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Microsoft brags about browser security at Edge Summit event

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Microsoft made no bones about its intention to use Windows 10 as part of an attempt to consolidate as many of the millions of PCs active around the world as possible down to one version of the OS. At its core, this strategy is part of an effort to tighten up security, the idea being that it’s easier to concentrate on developing countermeasures for a single OS than it is to split resources across several different iterations.

The creation of the Edge browser was another component of this plan, intended to erase some of the consternation tied to the Internet Explorer brand with something fresh and safe to use. While it’s difficult to say whether the application has shaken off the shadow of its predecessor, a new report suggests its security is beyond reproach.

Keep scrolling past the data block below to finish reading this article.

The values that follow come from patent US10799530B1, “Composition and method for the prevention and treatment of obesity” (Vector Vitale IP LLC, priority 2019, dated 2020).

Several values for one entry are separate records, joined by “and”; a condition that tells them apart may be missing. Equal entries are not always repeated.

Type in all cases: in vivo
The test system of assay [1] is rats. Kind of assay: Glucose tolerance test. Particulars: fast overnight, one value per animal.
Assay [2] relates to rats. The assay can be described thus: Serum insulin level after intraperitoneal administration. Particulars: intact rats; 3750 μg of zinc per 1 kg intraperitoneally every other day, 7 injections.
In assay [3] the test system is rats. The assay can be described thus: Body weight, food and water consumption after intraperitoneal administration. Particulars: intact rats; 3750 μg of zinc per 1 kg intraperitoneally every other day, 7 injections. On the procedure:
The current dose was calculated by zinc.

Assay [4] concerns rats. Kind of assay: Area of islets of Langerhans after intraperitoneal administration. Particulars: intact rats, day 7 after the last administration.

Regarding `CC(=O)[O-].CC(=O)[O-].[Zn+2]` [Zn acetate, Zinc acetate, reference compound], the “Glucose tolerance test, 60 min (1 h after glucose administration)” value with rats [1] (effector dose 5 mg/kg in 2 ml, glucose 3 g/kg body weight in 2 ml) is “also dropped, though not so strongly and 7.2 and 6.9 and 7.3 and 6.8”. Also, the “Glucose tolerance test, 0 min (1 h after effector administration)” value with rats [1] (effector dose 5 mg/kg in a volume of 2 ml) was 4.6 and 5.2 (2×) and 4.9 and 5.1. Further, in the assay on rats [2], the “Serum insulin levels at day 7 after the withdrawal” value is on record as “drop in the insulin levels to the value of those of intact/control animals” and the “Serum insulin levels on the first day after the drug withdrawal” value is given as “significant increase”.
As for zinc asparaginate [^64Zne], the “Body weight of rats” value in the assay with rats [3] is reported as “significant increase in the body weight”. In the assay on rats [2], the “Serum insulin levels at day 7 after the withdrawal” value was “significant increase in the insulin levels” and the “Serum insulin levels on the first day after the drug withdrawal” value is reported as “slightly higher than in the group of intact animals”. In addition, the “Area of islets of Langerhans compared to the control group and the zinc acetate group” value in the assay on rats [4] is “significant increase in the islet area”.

The second annual Edge Summit was held in San Francisco yesterday, and Microsoft used the event to brag about the project’s successes. In the year since it was first made available as Project Spartan in March 2015, the software has had no zero-day exploits and no known exploits targeting it, according to a report from WinBeta.

Related: No built-in ad-blocking coming to Microsoft Edge, says Jacob Rossi

A zero-day exploit is a vulnerability in software that’s unknown to its creator at the time it’s distributed to users. The significance of this type of exploit is that hackers and other cyber-criminals can begin developing and delivering malicious code, while the software publisher is forced to rush a fix out to its users — once the exploit has been spotted.

Part of Microsoft’s success in making Edge secure has to be attributed to the company’s cautious approach. Preliminary support for extensions was only added to the browser in March of this year, with the company citing security concerns as the reason behind the delay.